00comp
Figure 14
Orthogonal sections cut through the migrated image cube obtained with a velocity function too low by 3%. The image cube is at fixed and .The cross-hairs are centered at the coordinates predicted by using equation (19) in panel a), and by using equation (20) in panel b).

20comp
Figure 15
Orthogonal sections cut through the migrated image cube obtained with a velocity function too low by 3%. The image cube is at fixed and .The cross-hairs are centered at the coordinates predicted by using equation (19) in panel a), and by using equation (20) in panel b).

30comp
Figure 16
Orthogonal sections cut through the migrated image cube obtained with a velocity function too low by 3%. The image cube is at fixed and ,The cross-hairs are centered at the coordinates predicted by using equation (19) in panel a), and by using equation (20) in panel b).

We present a new methodology for computing 3-D Angle Domain Common Image Gathers (ADCIGs) from the results of wavefield-continuation migration. The proposed methodology is general and can be applied to the results obtained with any wavefield-continuation migration method, including: downward-continuation shot-profile migration, reverse-time shot-profile migration, source-receiver migration, and plane wave migration. Furthermore, our method can be used to compute ADCIGs before imaging and after imaging. These two kinds of ADCIG are related, though we show that they have a different sensitivity to velocity errors.

We successfully applied the proposed methods to the computation of 3-D ADCIGs from a simple synthetic data set. 3-D ADCIGs represent reflections as a function of the reflection azimuth ,in addition to the aperture angle .Whereas reflection azimuth is obviously related to the data azimuth, our synthetic-data example demonstrates that they may differ when velocity variations in the overburden distort the wavefield. In the general case, both and are needed to characterize the events and to use ADCIGs for either amplitude analysis or Migration Velocity Analysis (MVA)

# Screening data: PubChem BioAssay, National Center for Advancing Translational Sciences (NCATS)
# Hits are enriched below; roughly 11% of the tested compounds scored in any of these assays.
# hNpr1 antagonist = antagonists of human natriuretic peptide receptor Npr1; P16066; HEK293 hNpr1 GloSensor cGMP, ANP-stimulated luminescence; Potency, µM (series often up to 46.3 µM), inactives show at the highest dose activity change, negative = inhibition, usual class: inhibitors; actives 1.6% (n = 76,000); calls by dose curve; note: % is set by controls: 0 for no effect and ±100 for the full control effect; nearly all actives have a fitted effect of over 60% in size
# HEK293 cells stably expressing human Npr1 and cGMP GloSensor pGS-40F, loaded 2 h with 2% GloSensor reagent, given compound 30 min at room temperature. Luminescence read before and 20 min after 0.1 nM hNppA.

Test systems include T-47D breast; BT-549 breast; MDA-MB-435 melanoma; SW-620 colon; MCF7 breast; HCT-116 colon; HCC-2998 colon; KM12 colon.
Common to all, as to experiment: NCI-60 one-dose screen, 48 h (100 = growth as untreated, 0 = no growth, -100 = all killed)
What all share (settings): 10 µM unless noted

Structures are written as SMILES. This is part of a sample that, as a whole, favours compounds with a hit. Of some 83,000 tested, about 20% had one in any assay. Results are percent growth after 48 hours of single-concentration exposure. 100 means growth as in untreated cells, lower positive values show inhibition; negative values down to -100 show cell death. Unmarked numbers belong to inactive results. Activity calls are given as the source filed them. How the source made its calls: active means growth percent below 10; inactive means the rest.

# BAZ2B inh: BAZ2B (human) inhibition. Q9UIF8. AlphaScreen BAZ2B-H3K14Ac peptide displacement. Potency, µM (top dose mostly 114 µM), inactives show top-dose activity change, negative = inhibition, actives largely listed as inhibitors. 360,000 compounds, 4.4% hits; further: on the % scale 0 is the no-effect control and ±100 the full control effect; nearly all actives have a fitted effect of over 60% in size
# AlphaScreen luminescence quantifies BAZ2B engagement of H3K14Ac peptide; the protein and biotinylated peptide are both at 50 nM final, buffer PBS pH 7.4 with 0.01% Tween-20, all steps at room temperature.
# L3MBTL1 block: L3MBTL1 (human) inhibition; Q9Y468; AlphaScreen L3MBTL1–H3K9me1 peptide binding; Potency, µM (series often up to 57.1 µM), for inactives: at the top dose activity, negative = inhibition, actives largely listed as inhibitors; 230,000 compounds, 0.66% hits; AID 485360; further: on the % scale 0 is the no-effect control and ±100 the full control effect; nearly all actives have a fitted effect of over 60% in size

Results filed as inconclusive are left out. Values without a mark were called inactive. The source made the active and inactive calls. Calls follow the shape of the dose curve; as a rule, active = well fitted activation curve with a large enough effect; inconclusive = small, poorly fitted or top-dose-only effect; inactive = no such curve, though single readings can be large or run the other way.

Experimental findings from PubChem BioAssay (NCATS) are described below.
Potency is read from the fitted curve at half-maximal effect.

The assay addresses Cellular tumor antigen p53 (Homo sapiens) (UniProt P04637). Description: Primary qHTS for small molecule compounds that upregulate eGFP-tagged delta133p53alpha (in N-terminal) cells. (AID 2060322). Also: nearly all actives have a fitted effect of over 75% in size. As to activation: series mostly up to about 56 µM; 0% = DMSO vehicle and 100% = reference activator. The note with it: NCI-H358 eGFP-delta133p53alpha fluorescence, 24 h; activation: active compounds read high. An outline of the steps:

To enable the application of 3-D ADCIGs to MVA, we generalize the kinematic analysis of 2-D ADCIGs in presence of migration-velocity errors Biondi and Symes (2003). Our analysis yields a quantitative relationship between depth errors measurable in 3-D ADCIGs and traveltime perturbations caused by velocity errors. This relationship can be directly used in a ray-based MVA procedure. In this paper, we use it for deriving an approximate 3-D Residual Moveout (RMO) function that predicts reflectors' movement when migration velocity is inaccurate. Our derivation of the 3-D RMO function assumes straight rays.

We confirm the accuracy of our kinematic analysis by comparing the image-point shifts predicted by its results with the actual reflector's shifts in the angle-domain image cube obtained from a 3-D synthetic data set with steeply dipping reflectors and a vertically varying propagation velocity. The proposed 3-D RMO function is accurate for a wide range of dips and aperture angles. However, as expected, when rays are close to overturn the straight-rays approximation is inadequate, and the 3-D RMO function overpredicts the actual reflector's movements.

We would like to thank Sam Gray for useful discussions on ADCIGs and for pointing out to us that a plane-wave interpretation of 3-D ADCIGs would overcome the difficulties encountered by a ray-theoretical one.

Next: REFERENCES Up: Angle-Domain Common Image Gathers Previous: Residual moveout in ADCIGs
Stanford Exploration Project
5/23/2004